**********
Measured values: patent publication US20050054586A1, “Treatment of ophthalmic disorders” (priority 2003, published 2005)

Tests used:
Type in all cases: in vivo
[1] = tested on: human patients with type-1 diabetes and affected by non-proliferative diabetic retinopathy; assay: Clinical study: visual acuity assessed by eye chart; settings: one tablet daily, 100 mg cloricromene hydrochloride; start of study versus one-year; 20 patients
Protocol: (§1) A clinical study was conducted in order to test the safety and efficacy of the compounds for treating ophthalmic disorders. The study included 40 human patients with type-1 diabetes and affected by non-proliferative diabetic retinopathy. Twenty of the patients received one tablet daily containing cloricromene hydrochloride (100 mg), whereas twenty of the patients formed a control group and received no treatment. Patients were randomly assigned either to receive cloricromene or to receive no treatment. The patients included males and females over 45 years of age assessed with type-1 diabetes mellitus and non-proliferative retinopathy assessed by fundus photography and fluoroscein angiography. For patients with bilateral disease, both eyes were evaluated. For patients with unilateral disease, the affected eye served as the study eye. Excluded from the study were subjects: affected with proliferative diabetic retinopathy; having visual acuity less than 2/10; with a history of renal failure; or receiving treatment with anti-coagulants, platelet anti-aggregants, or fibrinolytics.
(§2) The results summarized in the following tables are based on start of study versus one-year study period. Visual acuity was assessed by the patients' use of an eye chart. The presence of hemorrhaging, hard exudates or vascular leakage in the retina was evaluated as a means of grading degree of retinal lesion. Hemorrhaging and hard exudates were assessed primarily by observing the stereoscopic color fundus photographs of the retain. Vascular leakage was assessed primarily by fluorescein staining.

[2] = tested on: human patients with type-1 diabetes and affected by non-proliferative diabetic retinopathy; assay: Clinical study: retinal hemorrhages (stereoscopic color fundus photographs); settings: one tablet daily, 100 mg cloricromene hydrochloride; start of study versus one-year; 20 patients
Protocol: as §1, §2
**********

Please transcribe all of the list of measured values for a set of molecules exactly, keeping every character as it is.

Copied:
Measured values: patent publication US20050054586A1, “Treatment of ophthalmic disorders” (priority 2003, published 2005)

Tests used:
Type in all cases: in vivo
[1] = tested on: human patients with type-1 diabetes and affected by non-proliferative diabetic retinopathy; assay: Clinical study: visual acuity assessed by eye chart; settings: one tablet daily, 100 mg cloricromene hydrochloride; start of study versus one-year; 20 patients
Protocol: (§1) A clinical study was conducted in order to test the safety and efficacy of the compounds for treating ophthalmic disorders. The study included 40 human patients with type-1 diabetes and affected by non-proliferative diabetic retinopathy. Twenty of the patients received one tablet daily containing cloricromene hydrochloride (100 mg), whereas twenty of the patients formed a control group and received no treatment. Patients were randomly assigned either to receive cloricromene or to receive no treatment. The patients included males and females over 45 years of age assessed with type-1 diabetes mellitus and non-proliferative retinopathy assessed by fundus photography and fluoroscein angiography. For patients with bilateral disease, both eyes were evaluated. For patients with unilateral disease, the affected eye served as the study eye. Excluded from the study were subjects: affected with proliferative diabetic retinopathy; having visual acuity less than 2/10; with a history of renal failure; or receiving treatment with anti-coagulants, platelet anti-aggregants, or fibrinolytics.
(§2) The results summarized in the following tables are based on start of study versus one-year study period. Visual acuity was assessed by the patients' use of an eye chart. The presence of hemorrhaging, hard exudates or vascular leakage in the retina was evaluated as a means of grading degree of retinal lesion. Hemorrhaging and hard exudates were assessed primarily by observing the stereoscopic color fundus photographs of the retain. Vascular leakage was assessed primarily by fluorescein staining.

[2] = tested on: human patients with type-1 diabetes and affected by non-proliferative diabetic retinopathy; assay: Clinical study: retinal hemorrhages (stereoscopic color fundus photographs); settings: one tablet daily, 100 mg cloricromene hydrochloride; start of study versus one-year; 20 patients
Protocol: as §1, §2